While teen-patti addicts wait for almost a year to add a sparkle to their lives, there are a number of other card players who earnestly wait each day to experience their enlivening game. These addicts spend a good four to five hours dousing themselves in their favourite table game, which could be rummy, canasta, mahjong or bridge. Though playing these games cannot be dubbed as gambling, the intense interest generated by the game and the long hours spent on it every day can lead to addiction, which can prove damaging if higher states are taken up.
By and large, those in their 50s and above and mostly retired defence officers and their spouses, seek solace in these games of skill, some of which like bridge require analytical abilities and are deeply absorbing.
Seventyfour year-old Brig Ramesh Chander, former president of the Chandigarh Bridge Association who is fondly referred to as the Father of Bridge by his fans in the city, acknowledges his addiction for the game while brazenly announcing that one cannot enjoy the game without stakes as there has to be an element of risk. This intellectual and thrilling game can keep him occupied for the whole day. Of the firm belief that people die because of boredom, this winner of innumerable tournaments maintains that bridge — which he took up at the age of 12 — has taught him orderliness and kept loneliness at bay. Thanks to his passion for the game, he could brave and face life without his wife, who expired five years ago. Bridge, he asserts, not only increases sociability but also exercises the mind.
The most common reason given by enthusiasts for investing hours in these addictive games is: they serve as a source of recreation and entertainment. To many others these come as a diversion from a mundane and dull existence. They seek out such activities to kill time, to have a reason to go out of the house and meet people.
Sabi Gill, wife of a defence officer and a regular player of mahjong, a Chinese table game for four which is played with small painted bricks or tiles, says that she takes pleasure in playing her game each afternoon. Besides refreshing the mind, it gives her an excuse to go out and meet friends. Though confessing that the game is highly addictive, she says she was happy to give it a miss when her daughter was over for four months from the USA.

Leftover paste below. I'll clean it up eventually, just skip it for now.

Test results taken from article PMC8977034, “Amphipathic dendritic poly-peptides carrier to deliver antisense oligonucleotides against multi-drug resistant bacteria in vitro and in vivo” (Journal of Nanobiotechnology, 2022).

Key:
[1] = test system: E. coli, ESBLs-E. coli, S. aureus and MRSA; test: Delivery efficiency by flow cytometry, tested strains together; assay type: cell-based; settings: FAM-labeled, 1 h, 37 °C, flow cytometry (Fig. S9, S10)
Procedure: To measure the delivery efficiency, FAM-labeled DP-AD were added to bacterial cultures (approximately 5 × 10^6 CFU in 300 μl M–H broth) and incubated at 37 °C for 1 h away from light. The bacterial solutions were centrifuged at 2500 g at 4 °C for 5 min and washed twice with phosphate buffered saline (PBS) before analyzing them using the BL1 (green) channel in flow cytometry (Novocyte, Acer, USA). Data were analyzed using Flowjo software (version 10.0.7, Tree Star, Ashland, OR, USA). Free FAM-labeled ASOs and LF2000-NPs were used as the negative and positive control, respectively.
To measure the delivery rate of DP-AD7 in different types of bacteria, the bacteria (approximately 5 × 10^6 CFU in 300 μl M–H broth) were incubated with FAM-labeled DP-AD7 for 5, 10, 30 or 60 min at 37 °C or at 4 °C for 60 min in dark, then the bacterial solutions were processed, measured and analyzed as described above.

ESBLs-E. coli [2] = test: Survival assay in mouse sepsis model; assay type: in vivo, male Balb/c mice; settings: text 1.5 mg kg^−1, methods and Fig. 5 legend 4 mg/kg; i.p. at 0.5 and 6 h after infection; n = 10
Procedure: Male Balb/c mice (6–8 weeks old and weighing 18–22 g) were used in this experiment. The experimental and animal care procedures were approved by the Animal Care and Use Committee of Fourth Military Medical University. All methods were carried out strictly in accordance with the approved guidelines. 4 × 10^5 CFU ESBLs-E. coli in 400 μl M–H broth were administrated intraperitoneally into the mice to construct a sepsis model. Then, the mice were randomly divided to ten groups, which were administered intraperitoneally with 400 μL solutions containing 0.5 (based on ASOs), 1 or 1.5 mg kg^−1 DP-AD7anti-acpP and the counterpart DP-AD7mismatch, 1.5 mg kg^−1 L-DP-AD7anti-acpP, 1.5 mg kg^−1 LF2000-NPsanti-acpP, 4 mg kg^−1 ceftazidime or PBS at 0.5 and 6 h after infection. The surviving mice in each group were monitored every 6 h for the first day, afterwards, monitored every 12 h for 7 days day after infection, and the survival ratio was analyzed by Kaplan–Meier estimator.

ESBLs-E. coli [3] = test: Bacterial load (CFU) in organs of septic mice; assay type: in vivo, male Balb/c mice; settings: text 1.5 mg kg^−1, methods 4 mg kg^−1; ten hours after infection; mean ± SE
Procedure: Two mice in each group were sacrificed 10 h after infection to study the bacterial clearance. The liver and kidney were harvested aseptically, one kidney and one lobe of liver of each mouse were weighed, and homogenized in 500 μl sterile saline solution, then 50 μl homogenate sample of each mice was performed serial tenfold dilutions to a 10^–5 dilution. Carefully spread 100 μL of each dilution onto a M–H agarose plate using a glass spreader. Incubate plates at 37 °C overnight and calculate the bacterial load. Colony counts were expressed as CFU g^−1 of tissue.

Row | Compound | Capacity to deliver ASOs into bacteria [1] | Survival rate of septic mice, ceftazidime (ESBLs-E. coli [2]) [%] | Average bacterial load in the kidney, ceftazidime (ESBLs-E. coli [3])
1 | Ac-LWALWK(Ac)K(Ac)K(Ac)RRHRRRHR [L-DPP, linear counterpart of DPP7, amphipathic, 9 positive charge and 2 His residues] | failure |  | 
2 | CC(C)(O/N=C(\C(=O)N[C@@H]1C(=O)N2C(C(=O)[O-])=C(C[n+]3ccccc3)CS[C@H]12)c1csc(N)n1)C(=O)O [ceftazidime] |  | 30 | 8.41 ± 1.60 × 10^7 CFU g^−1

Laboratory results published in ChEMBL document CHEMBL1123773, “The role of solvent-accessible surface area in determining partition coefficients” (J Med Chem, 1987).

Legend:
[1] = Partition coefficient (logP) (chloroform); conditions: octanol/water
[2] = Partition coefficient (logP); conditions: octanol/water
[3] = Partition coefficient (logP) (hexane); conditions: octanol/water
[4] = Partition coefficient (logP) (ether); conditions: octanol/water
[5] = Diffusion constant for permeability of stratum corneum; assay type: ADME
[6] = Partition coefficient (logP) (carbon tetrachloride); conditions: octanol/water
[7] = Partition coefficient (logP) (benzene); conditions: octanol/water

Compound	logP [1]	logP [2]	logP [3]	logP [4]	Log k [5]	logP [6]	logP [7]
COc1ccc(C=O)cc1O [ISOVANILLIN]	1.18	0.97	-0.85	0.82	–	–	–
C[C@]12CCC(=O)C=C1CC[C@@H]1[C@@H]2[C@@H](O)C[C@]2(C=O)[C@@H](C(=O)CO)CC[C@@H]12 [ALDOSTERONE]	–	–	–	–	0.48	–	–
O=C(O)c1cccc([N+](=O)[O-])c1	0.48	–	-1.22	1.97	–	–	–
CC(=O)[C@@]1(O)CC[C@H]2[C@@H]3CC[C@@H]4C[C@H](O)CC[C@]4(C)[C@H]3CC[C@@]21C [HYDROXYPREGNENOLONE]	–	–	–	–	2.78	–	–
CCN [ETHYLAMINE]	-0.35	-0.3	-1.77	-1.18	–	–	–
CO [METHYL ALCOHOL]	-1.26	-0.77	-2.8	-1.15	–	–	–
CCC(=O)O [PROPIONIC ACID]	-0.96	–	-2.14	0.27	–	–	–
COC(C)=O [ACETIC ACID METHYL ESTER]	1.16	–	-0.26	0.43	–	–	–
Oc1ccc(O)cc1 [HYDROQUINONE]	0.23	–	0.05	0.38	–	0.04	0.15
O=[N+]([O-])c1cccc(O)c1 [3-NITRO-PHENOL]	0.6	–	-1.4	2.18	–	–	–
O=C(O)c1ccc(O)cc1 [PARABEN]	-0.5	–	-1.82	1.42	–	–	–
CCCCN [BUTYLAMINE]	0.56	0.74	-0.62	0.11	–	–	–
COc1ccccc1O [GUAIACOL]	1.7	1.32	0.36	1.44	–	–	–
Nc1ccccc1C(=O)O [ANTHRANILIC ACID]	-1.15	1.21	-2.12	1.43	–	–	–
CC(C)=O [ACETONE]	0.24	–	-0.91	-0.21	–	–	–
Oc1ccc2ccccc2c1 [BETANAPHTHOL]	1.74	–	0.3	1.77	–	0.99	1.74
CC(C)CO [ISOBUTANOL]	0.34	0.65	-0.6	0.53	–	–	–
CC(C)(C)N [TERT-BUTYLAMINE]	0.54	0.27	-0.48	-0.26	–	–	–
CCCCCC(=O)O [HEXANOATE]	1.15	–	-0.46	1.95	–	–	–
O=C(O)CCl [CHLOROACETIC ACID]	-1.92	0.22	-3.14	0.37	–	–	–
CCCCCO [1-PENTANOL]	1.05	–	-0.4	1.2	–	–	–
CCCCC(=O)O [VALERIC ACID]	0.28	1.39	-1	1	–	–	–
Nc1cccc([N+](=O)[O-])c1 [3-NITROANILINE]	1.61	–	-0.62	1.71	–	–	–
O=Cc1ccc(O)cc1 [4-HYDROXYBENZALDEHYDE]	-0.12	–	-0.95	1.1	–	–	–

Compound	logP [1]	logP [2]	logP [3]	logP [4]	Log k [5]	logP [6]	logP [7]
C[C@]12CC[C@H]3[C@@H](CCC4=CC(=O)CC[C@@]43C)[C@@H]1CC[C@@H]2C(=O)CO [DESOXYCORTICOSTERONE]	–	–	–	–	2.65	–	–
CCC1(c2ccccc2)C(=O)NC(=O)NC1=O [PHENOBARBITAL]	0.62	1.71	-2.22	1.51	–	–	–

Expressing identical views, Asha Sharma, widow of a defence officer who uses canasta as an excuse to meet her friends, says she has been a keen player of the game, which is a cross between rummy and bridge, for the past 13 years. Her card cronies have become her closest friends, whom she meets from 2 pm to 6 pm every day. At the end of the day they have not only relished the absorbing game but also gained the satisfaction of sharing their sukh-dukh.
Though a section of society may look down upon such money-spinning pastimes — slating them as sports of the rich and the reckless who do not mind putting at stake every day a couple of hundreds, at times, even thousands of rupees — yet even the harshest of critics is likely to fall silent over the therapeutic gains of such diversions.
When Nepa felt that her parents were unable to come out of the grief of losing their young son in an accident, she taught them a couple of card games so that they could put away their worries for at least the time they remained engrossed in the game.
Lack of company, loneliness and health problems, are some of the most common afflictions of old age, which can make one lose the will to live. But a zealous interest or an overriding passion in an activity can help one keep away from such negative thoughts, and thus prolong one’s life.
General S. S. Bains (retd), whose right side has been paralysed, takes refuge in bridge to keep himself mentally alert. Since he is unable to use his right hand, he has got a wooden structure made to place his cards on.
With nothing to do all evening and with no friendly neighbours in the vicinity, many card players make a beeline for clubs. Seventynine-year-old Mohinder Bawa and her husband, a retired IAS officer, who have spent a major part of their lives in Orissa and Bangkok, say they have not made many friends in the city. Moreover, they rue, when you get old, people don’t like to get friendly with you. Mrs Bawa spends her evenings playing rummy at the Sector 9 Central Club, while her husband remains occupied with bridge. "I feel sick if I don’t go out in the evenings," the lady bemoans.
Agreed, such addictive card games help many remain alert and active — mentally, physically and socially — but there can be reason to feel alarmed when the game taken up to ward off worries ends up becoming a cause of worry or when your preferred pastime begins to affect your priorities, and relationships.
Radhika (name changed) does not appreciate her mother-in law’s strong obsession for playing rummy. Even when Radhika and her husband, an army officer, visit her, she refuses to miss her hectic sessions — beginning at 10 am and lasting till late in the evening with just a short break for lunch.
Some are unable to do without this addiction even for a single day. Dharampal, who runs two beauty parlours in Sector 9 and 10, says matter of factly that it is either customers or cards for him. Playing not only gives him a high but also keeps his mind fresh. Even when he has to go to Delhi just for a day, he manages to fix up his session there.
Ultimately, it is
each to his own — the onus of selecting your trail rests with you. But
you can be a winner all the way if you play your cards right and hold
the card of caution close to your chest. By flashing your aces at
appropriate times, you will neither get ensnared by the prince nor
enslaved by the king or queen. We are not being jokesome about the
joker-led pack but let not the game hound you, or else you will be
putting your peace of mind, even life, at stake!